There are gay pride flags outside scores of businesses around town. A symbol that everyone is welcome.
"It really made me feel proud. Really great to be a Clevelander really. I've lived here my whole life. I was born in Cleveland," said Vince Barber, an athlete competing in the games.
7,000 athletes. 25,000 visitors. An economic impact of at least $56 million to Northeast Ohio.
Those are the numbers organizers talked about. But they also talked about what this week has done for the image of a city.
"I think it shows that Cleveland is not the Mistake on the Lake. It's not what people assume it is outside of Northeast Ohio," said David Robinson, Manager of Strategic Partnership with the Gay Games.
"I think people are going to go back to their cities and their countries and say come to Cleveland because it's a friendly, great place with a lot of fun things to do. I think this is going to be one of the greatest things for Cleveland," Barber said.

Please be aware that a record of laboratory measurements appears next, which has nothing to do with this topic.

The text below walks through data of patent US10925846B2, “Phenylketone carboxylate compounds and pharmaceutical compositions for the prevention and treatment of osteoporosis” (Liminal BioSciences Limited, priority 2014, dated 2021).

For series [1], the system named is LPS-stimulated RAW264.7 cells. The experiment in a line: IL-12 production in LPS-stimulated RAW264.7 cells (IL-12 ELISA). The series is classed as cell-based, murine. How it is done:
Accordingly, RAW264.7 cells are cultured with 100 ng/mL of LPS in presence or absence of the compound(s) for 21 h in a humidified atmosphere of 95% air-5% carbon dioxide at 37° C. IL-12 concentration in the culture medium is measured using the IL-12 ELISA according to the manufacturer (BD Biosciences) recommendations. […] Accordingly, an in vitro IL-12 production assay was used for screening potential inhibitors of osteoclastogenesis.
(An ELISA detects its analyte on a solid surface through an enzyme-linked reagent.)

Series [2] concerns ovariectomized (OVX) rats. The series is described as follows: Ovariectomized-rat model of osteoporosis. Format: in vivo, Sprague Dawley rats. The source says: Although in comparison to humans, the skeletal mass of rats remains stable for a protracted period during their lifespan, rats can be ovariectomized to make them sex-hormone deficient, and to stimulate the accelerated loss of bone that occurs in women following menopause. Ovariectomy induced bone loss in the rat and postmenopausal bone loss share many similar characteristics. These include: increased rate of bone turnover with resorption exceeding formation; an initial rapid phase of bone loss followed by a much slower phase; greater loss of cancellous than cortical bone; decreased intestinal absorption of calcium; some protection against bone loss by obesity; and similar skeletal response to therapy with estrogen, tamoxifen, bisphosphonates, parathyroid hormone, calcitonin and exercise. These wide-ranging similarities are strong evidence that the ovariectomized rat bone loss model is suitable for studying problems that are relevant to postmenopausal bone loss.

One athlete from Russia told Reporter George Smith that they only thing he knew about Cleveland was LeBron James.
"I think it's amazing," said one fan. "People are so friendly. I do love Cleveland and the people here."
Closing ceremonies for the Gay Games are held tomorrow at 5 p.m., in Mall C.
You can see more stories, videos and pictures on the Gay Games section of our website.
Like 19 Action News on Facebook for the latest news, weather, sports and giveaways.